Heidi Gutman/ABC
  • Face-Off: Is It OK to Be Fat?

    Is it OK to be fat? Who gets to define what's fat? Have we become a dangerously supersized nation or is there an unhealthy obsession with being skinny? Such questions were tackled at the fifth "Nightline Face-Off." The debate was moderated by ABC News' Juju Chang Feb. 5 at the Cooper Union's historic Great Hall in New York City.
    Heidi Gutman/ABC
  • Face-Off: Is It OK to Be Fat?

    Marianne Kirby, co-author of "Lessons From the Fat-O-Sphere," left, and Crystal Renn, model and author of "Hungry: A Young Model's Story of Appetite, Ambition and the Ultimate Embrace of Curves," contend that you don't have to be thin to be healthy and argued against constant dieting.
    Heidi Gutman/ABC
  • Face-Off: Is It OK to Be Fat?

    Arguing against an obese America and for the importance of maintaining a responsible diet were Kim Bensen, author of "Finally Thin," left, and MeMe Roth, president of National Action Against Obesity.
    Heidi Gutman/ABC
  • Face-Off: Is It OK to Be Fat?

    ABC News' Juju Chang moderated the "Face-Off" debate. Chang had her body fat measured last month and learned that it was 37 percent, which is between normal and overweight but still putting her at risk for diseases associated with obesity.
    Heidi Gutman/ABC
  • Face-Off: Is It OK to Be Fat?

    Marianne Kirby argued that fat can be beautiful and said that preoccupation with being thin actually contributed to her weight gain. "It's kind of amazing. I'm far healthier now than I ever was when I started dieting," she said. "I think that we look at health from an incredibly narrow standpoint."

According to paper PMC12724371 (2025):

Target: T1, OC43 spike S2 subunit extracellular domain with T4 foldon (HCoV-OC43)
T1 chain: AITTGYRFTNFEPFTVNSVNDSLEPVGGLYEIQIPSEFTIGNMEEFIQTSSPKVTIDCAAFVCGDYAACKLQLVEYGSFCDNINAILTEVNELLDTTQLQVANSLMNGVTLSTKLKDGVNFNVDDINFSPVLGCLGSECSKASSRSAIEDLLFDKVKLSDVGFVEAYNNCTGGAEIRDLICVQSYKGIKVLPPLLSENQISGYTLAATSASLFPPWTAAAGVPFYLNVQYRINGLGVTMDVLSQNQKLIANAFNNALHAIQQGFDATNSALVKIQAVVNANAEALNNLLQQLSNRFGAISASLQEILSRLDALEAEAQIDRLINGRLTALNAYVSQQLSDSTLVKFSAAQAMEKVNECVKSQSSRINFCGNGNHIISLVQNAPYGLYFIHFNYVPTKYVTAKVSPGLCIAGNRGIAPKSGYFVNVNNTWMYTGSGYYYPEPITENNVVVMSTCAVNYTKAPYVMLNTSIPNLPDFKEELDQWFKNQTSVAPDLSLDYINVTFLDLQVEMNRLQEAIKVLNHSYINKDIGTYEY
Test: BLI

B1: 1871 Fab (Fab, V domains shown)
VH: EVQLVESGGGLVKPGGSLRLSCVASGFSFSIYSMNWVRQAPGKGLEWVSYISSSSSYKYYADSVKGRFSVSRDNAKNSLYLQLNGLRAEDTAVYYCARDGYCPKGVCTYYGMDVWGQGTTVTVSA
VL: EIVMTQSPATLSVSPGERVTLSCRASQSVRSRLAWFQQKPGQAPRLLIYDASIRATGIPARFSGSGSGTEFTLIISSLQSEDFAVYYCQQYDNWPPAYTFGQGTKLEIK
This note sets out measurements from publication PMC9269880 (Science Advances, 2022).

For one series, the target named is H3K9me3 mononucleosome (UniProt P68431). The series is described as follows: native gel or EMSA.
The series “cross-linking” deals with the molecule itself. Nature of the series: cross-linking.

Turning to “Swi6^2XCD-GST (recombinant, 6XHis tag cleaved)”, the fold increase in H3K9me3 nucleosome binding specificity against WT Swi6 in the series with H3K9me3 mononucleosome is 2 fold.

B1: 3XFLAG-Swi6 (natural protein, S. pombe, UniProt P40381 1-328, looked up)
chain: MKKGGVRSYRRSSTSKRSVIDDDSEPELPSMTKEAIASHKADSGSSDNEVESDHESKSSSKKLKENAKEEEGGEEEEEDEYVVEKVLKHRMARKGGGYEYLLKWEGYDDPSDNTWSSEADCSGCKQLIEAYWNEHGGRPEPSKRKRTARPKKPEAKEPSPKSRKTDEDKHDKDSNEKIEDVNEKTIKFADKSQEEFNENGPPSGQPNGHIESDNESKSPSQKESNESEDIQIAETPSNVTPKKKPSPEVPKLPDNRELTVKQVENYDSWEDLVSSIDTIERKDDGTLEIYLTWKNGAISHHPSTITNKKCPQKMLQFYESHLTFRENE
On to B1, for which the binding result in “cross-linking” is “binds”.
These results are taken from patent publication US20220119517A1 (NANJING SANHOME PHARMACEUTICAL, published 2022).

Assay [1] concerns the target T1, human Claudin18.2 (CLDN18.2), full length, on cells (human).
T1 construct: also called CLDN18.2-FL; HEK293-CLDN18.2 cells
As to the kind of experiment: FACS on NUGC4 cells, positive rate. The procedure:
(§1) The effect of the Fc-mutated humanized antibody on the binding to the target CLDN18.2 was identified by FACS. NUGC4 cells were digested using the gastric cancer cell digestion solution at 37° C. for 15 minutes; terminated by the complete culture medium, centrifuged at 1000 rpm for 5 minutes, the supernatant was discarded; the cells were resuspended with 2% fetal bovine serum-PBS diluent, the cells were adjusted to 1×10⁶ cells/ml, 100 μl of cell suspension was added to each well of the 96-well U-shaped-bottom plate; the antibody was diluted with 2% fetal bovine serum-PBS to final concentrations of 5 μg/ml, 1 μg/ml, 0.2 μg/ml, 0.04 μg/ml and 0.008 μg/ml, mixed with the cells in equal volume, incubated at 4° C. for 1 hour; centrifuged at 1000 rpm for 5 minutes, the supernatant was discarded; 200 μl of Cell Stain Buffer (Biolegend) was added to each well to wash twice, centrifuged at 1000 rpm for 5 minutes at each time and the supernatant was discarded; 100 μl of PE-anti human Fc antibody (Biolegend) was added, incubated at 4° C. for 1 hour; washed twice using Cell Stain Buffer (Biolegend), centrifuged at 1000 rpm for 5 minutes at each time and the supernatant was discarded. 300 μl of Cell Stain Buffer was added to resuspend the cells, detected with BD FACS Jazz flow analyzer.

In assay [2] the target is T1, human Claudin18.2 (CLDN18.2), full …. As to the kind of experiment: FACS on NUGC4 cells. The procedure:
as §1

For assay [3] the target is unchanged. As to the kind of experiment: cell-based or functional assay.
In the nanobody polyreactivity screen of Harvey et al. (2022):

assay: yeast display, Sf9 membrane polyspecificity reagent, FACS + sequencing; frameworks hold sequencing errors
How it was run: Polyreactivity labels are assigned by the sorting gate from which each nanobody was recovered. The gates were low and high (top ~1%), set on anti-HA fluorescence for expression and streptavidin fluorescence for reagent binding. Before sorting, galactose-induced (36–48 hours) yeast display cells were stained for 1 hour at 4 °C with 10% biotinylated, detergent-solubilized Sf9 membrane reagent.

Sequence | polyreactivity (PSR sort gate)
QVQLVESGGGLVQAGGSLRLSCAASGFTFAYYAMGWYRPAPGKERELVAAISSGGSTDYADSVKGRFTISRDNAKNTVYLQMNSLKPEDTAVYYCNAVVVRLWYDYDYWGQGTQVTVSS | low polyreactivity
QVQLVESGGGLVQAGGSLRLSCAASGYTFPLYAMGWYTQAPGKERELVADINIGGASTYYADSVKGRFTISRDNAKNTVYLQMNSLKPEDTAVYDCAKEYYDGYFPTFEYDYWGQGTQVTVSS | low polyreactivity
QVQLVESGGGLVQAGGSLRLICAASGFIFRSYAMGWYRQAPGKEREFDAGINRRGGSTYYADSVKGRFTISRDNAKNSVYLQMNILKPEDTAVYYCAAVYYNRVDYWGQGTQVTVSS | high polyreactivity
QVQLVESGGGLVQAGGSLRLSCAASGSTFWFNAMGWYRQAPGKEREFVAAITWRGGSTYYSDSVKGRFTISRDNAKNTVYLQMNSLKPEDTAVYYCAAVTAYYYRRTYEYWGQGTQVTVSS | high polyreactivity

Heidi Gutman/ABC
  • Face-Off: Is It OK to Be Fat?

    Kim Benson, who tipped the scales at 347 pounds, argued firsthand that being fat and healthy is an oxymoron. "I didn't know fullness. I didn't understand that fullness, I was so full of head hunger instead of physical hunger, that's what drove me. … I think you are what you eat," she said.
    Heidi Gutman/ABC
  • Face-Off: Is It OK to Be Fat?

    Meme Roth took a tough stance on the weight argument, saying there's no way that improper eating is beautiful or OK. "It's not OK to be fat, because of the ravages of the human body, because of the untold human suffering, and because of the immense financial burden to the rest of us," she said. Roth, who thinks kids shouldn't be allowed to eat sweets at a classroom birthday party without parental consent, said, "It sickens me in my heart when I see an obese person and when I see an obese child because I know the path they are on."
    Heidi Gutman/ABC
  • Face-Off: Is It OK to Be Fat?

    ABC News' senior health and medical editor, Dr. Richard Besser, weighed in, saying, "There's no refuting that there are major health consequences on a population basis to being obese and overweight." On the other hand, the former acting head of the Centers for Disease Control and Prevention said that it's also important for people to embrace their body types. He stressed the importance of health and for communities to encourage young people to lead healthy lives.
    Heidi Gutman/ABC
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